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Essity Hygiene and Health Report 2023–2024: Making Invisible Work Visible and Valued

Advancing Health and Well-being: The Care Economy

Essity Hygiene and Health Report 2023–2024: Making Invisible Work Visible and Valued

Advancing Health and Well-being: The Care Economy

Published 11-07-23

Submitted by Essity

Originally published on

Making invisible work visible and valued

"The care economy is a huge potential employment generator. It is crucial to invest in decent jobs in the care economy, decent jobs that create value for society."

Chidi King, Chief of the Gender, Equality, Diversity and Inclusion Branch at the ILO

A major societal challenge in the care economy is that there are areas where work often goes unnoticed and undervalued. Yet these invisible contributions are the backbone of our communities and economies.

Contributing to making invisible work visible and valued is key to accelerating equity in health and well-being, for individuals as for society. This includes driving approaches that recognize, empower, and value people providing care - both professionally and within a family, in the great variety of caregiving roles. Next to caregivers, it also includes recognizing the value of work provided by cleaning staff and facility managers and enabling access to innovative solutions that strengthen these professions. By bringing the often-hidden roles within the care economy into focus, we recognize the immense effort and skill that is required to perform them. By doing so, we can move towards a more inclusive and resilient society that honors the diverse range of work performed within the care economy and that creates value for economies and societies.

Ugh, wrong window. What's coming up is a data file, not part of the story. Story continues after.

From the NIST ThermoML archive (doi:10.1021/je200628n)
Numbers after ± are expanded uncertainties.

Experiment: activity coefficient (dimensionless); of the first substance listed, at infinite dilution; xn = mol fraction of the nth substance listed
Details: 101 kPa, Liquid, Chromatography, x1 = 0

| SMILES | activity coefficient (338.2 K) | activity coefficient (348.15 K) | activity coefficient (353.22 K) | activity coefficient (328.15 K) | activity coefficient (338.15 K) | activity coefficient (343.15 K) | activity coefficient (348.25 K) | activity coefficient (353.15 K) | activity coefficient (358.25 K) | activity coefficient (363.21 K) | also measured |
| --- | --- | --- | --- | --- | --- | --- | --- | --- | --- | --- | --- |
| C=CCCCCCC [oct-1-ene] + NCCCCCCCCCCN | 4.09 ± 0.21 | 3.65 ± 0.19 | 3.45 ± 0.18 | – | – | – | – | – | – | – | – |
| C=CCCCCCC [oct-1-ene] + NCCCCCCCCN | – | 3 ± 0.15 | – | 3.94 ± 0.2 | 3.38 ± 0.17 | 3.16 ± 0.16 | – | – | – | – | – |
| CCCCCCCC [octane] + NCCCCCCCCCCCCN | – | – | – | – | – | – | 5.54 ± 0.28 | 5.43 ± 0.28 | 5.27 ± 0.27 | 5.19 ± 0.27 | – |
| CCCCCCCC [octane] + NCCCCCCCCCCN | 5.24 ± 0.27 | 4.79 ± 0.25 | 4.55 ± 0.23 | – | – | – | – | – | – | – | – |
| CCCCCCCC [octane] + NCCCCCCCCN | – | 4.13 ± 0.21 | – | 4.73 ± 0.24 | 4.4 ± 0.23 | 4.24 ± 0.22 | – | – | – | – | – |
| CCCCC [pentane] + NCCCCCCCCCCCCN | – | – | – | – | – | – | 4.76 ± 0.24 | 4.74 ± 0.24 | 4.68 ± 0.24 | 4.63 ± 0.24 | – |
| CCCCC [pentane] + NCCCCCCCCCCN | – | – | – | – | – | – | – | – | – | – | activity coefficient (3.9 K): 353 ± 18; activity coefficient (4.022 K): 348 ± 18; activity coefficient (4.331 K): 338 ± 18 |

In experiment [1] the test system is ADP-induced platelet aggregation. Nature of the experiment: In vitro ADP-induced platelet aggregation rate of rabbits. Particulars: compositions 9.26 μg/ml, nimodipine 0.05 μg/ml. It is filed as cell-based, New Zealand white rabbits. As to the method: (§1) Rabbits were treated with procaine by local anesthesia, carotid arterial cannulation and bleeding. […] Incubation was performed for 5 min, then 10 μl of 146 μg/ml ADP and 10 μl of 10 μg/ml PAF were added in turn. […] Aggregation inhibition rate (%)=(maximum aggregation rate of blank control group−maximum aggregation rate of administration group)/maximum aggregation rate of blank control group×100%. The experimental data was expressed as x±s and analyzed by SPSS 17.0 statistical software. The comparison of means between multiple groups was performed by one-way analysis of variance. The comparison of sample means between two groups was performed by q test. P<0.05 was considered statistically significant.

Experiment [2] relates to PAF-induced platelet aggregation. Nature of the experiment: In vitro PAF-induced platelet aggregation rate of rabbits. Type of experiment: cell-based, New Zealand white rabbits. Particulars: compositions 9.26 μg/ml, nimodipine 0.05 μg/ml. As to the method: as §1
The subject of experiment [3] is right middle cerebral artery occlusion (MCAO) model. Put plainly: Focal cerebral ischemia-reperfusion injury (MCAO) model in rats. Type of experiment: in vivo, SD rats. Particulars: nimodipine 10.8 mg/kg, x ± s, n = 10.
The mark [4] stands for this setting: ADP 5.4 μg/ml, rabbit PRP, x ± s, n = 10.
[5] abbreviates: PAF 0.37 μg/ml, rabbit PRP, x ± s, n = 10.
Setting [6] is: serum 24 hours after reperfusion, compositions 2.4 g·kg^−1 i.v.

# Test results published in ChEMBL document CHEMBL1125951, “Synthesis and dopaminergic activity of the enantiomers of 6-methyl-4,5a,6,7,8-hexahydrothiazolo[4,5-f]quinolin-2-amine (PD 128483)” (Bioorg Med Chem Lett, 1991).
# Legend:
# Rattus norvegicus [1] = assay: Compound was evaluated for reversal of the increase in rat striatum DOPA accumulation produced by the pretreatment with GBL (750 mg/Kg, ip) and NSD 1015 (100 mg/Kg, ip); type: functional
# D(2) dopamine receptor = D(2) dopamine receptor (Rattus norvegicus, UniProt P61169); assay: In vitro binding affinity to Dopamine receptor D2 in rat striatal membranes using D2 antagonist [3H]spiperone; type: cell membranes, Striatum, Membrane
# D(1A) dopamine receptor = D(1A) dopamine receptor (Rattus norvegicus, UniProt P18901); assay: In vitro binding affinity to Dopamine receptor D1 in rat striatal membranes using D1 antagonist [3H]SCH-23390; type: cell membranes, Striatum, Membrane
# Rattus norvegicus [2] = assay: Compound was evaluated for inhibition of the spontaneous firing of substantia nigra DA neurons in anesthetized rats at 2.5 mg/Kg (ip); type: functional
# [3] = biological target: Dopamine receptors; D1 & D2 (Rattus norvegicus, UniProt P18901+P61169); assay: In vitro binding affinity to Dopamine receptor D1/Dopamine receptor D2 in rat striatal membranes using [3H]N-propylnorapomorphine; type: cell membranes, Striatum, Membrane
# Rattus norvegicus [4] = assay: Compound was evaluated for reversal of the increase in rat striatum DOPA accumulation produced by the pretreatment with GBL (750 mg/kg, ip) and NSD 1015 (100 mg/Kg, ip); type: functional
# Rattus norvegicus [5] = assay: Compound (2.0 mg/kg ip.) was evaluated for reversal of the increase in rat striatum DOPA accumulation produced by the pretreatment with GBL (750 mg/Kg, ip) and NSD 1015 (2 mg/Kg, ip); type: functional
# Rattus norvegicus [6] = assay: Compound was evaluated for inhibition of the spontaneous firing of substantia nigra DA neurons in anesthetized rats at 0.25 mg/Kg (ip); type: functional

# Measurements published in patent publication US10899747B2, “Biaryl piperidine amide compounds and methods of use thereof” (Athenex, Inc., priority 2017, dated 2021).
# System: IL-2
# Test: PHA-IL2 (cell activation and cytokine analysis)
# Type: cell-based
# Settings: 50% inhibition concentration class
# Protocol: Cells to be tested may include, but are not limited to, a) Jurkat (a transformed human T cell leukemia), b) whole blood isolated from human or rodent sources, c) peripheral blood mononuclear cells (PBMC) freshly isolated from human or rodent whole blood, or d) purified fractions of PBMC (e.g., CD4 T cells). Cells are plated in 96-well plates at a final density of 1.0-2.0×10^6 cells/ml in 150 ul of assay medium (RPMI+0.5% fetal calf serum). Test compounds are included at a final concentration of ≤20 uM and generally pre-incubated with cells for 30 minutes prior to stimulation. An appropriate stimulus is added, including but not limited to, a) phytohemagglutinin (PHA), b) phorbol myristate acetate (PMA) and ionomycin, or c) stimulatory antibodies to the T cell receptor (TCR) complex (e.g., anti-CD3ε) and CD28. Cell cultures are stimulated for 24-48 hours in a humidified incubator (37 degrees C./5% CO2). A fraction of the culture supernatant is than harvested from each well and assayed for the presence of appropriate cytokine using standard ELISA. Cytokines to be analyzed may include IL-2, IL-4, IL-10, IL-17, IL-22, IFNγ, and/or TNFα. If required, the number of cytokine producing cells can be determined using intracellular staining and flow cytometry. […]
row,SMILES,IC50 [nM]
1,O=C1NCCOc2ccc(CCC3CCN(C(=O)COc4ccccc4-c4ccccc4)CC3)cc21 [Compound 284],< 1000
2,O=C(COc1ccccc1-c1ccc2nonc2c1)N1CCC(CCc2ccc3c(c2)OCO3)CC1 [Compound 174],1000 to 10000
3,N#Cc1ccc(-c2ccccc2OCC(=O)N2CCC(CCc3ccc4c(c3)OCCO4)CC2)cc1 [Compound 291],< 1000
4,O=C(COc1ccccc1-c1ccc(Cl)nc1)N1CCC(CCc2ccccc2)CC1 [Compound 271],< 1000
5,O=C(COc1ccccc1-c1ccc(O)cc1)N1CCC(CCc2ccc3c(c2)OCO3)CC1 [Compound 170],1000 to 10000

Valuing and recognizing care, expanding care infrastructure with smart and value creating solutions, as well as rebalancing care work responsibilities contributes to economic growth and therefore also to SDG 8: Decent work. A stand-out factor that is common to all types of care work is that women are overrepresented in care-giving roles.

SDG 8. Decent work and economic growth. Recognizing and valuing care as a vital sector of the economy, expanding care infrastructure, and rebalancing paid and unpaid work responsibilities can contribute to economic growth, and therefore SDG 8.

The International Labour Organization (ILO) has developed a gender-responsive and rights-based approach to public policy in the care economy, the so called 5R framework. This stands for recognize, reduce, redistribute, and reward unpaid work and guarantee care workers’ representation. The framework contains several policy measures that are designed to create “a virtuous circle mitigating care-related inequalities, addressing the barriers preventing women from entering paid work and improving the conditions of unpaid caregivers and care workers and, by extension, of those cared for.”1